Memory Studies is hosted on ScholarOne Manuscripts, a web based online submission and peer review system  SAGE Track. Please read the Manuscript Submission guidelines below, and then simply visit http://mc.manuscriptcentral.com/MSSto login and submit your article online.

    IMPORTANT: Please check whether you already have an account in the system before trying to create a new one. If you have reviewed or authored for the journal in the past it is possible that you will have had an account created.

    Papers must be written in English and not have been published or part-published already, nor be currently under consideration elsewhere.

    All articles are refereed anonymously by at least two referees, so please upload two different versions of your manuscript to the submission system: one anonymized manuscript, where you have removed your name from the file; and one complete manuscript, including your name, contact details and brief biography. 

    Please send your paper as follows:

    1. Separate Cover Sheet:
    • Your name, address, affiliation and other contact details including email address
    • full article title
    • subtitle (optional)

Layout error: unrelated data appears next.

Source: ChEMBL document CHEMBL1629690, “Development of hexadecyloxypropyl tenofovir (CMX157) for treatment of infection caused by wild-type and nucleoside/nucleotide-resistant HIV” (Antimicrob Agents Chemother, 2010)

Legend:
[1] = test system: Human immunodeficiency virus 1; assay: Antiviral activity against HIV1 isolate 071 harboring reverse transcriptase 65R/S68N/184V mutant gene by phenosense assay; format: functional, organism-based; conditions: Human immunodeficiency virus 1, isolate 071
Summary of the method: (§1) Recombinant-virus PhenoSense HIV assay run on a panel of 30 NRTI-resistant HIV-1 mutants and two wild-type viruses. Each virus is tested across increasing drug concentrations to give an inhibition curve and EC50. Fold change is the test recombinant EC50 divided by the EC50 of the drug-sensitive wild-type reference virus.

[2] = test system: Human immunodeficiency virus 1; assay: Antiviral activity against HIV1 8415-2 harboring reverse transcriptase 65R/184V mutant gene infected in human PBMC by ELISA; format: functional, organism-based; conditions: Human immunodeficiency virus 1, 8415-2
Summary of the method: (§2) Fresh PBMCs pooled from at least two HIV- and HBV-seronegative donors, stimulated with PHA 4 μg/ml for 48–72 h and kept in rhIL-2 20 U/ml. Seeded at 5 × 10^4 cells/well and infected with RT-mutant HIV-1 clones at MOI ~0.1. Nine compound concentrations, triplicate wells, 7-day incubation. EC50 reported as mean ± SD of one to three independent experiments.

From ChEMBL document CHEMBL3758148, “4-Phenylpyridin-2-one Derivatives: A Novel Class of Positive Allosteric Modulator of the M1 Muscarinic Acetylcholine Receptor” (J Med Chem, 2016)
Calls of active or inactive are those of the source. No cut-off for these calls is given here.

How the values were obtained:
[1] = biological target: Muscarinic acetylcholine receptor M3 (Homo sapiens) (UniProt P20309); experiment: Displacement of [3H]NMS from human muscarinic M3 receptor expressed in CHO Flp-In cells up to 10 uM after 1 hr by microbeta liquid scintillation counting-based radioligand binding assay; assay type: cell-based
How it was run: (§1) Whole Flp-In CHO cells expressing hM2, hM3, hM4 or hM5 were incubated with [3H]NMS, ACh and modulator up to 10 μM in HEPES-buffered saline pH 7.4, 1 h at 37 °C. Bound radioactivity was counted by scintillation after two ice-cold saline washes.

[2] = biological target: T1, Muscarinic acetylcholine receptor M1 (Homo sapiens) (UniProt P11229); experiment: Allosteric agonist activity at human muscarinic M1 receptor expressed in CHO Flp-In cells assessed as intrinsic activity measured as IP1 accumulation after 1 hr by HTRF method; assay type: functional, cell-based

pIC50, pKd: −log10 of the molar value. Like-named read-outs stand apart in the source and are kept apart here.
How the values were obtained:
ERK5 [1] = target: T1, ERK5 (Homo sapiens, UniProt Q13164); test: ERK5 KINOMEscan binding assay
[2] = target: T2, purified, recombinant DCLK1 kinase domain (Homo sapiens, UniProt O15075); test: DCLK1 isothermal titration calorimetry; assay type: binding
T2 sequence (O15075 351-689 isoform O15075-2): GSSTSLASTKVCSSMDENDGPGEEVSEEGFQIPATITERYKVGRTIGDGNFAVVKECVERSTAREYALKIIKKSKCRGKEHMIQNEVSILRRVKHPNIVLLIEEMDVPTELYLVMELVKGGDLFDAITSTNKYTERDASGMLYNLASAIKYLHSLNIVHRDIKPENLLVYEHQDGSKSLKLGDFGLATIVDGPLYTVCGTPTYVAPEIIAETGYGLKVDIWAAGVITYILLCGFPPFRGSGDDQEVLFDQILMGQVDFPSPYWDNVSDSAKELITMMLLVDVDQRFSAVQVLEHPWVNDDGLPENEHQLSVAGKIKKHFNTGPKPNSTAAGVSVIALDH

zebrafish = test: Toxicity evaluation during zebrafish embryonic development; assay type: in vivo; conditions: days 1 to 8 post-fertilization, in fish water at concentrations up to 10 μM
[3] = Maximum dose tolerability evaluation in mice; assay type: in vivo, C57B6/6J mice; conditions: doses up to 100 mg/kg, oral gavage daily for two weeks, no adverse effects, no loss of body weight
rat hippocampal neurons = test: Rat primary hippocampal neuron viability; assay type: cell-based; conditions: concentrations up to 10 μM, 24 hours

• preferred abbreviated running head
    • abstract (maximum 150 words)
    • keywords (maximum 6): in alphabetical order for searching online, preferably not words already in title
    • article word count (including references).
    • brief biography
  • Article:
    • anonymised
    • main text: double-spaced
    • endnotes: double-spaced, at the end of the text, before the references
    • references: double-spaced at the end of the manuscript

    Papers must be submitted conforming to the SAGE Harvard reference style (see guidelines on Manuscript style below).

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    5. Journal contributor's publishing agreement

    Before publication SAGE requires the author as the rights holder to sign a Journal Contributor’s Publishing Agreement. SAGE’s Journal Contributor’s Publishing Agreement is an exclusive licence agreement which means that the author retains copyright in the work but grants SAGE the sole and exclusive right and licence to publish for the full legal term of copyright. Exceptions may exist where an assignment of copyright is required or preferred by a proprietor other than SAGE. In this case copyright in the work will be assigned from the author to the society. For more information please visit our Frequently Asked Questions on the SAGE Journal Author Gateway.

    5.1 SAGE Choice and Open Access